I have lived on Wharncliffe Side since 1947 and have seen it change from a few houses to the large village it is now. I would like to see the old orchard in Brightholmlee restored as it would be a place for my children and grandchildren to visit our dedicated fruit tree in a place they have always known and walked through with us. The restored orchard would be a peaceful haven away from the village where my family could sit and remember us.
Andrea Swinden, Wharncliffe Side
Reinstating the old orchard in Brightholmlee will be a wonderful asset to the hamlet and to Wharncliffe Side. Managed with wildlife in mind it will provide a peaceful and valuable sanctuary. Beautiful fruit will be a bonus!
Alec Jenner, Brightholmlee
I think it would be nice to have some bees buzzing about in the old orchard. I could teach somebody how to look after them so we might get some honey. I have some old hives that we could use.
Ann Jenner, Brightholmlee
I am thrilled to hear that you are now planning a new tree project which involves restoring the old orchard that was previously owned by the late Tom. It is sad that it has deteriorated over the years and it will be wonderful to restore it to its former glory. It will be lovely for me when I move back into the Hamlet in a few weeks, for us to work together as a family and with our neighbours and for me to meet new people, renew old acquiantances and make new friends.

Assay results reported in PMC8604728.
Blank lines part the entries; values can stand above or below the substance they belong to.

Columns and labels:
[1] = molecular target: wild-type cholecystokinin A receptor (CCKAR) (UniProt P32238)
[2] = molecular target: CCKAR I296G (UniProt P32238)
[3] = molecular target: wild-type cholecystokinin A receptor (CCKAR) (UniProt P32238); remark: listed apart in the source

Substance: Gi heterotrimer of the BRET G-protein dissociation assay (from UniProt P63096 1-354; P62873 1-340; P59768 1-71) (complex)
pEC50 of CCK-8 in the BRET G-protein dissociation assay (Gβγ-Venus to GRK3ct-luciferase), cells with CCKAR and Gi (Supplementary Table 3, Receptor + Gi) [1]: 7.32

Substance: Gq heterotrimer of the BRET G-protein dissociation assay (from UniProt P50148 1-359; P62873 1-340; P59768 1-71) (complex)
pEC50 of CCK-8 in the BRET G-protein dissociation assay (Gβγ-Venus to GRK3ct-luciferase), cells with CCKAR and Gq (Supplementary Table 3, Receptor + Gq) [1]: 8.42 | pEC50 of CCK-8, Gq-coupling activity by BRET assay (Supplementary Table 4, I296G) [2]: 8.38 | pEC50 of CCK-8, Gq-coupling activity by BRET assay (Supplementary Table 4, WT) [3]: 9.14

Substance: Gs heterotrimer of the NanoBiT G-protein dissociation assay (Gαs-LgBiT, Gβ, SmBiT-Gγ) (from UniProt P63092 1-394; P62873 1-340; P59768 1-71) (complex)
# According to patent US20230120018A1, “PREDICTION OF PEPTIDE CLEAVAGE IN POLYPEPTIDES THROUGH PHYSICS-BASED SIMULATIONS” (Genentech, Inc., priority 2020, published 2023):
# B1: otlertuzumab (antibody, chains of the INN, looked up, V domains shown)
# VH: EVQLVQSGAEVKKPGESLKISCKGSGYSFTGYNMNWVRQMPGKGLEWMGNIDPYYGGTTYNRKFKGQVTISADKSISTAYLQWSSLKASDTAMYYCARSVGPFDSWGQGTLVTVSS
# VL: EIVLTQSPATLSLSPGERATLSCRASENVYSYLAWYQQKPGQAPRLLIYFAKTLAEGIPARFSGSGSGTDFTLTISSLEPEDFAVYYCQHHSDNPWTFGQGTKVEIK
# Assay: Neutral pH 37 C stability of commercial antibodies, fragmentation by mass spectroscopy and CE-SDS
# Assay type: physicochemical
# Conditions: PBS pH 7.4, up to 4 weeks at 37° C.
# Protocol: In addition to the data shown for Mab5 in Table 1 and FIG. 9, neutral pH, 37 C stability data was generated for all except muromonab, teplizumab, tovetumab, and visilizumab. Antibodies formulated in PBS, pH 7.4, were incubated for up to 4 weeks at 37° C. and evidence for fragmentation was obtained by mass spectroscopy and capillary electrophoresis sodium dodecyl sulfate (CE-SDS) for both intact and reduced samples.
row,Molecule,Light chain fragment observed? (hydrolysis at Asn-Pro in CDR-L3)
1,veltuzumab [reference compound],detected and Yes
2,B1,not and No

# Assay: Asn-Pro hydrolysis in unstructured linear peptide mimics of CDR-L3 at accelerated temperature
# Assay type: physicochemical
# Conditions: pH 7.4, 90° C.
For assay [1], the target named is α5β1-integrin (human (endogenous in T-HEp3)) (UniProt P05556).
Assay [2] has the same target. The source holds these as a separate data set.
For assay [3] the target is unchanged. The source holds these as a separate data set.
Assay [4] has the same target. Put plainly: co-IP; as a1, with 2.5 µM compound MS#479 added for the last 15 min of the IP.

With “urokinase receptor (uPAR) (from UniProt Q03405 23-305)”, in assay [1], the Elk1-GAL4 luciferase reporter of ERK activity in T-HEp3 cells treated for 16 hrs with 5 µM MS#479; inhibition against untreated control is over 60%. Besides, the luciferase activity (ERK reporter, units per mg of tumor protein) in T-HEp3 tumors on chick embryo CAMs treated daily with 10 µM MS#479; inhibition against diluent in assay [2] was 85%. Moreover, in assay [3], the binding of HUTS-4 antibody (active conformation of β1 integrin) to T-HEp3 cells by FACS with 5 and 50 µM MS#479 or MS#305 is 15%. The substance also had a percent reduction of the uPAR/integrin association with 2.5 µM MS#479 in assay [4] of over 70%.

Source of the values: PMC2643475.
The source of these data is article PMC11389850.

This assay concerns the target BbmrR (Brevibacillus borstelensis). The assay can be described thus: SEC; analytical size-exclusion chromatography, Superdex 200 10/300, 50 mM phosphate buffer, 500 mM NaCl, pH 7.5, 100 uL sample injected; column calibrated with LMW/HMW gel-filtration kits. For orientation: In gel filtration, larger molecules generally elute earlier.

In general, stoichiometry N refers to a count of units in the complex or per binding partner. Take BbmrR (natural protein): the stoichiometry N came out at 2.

Conserving and restoring the old orchard will enhance the natural environment and character of the area, as well as create and maintain habitats for local flora and fauna. I guess we could learn how to rebuild stone walls, as I know they will need a bit of conservation/maintenance! It will be a perfect place for us all to enjoy, to relax after a hard days work, for the children to play in and for all of us to enjoy country activities and learn new skills. I expect the local birds, bees and insects will also enjoy it too!
It will be so good to learn about the history of the species of fruit tree that were grown in the past – like the old medlars that were mentioned by Shakespeare and apparently used a lot by the Victorians! (My mum and Dad have one in their garden). Did you say that you remembered an old pear tree from Swinnock Hall too? It will be amazing to keep these traditional species going and preserve them in their natural habitat.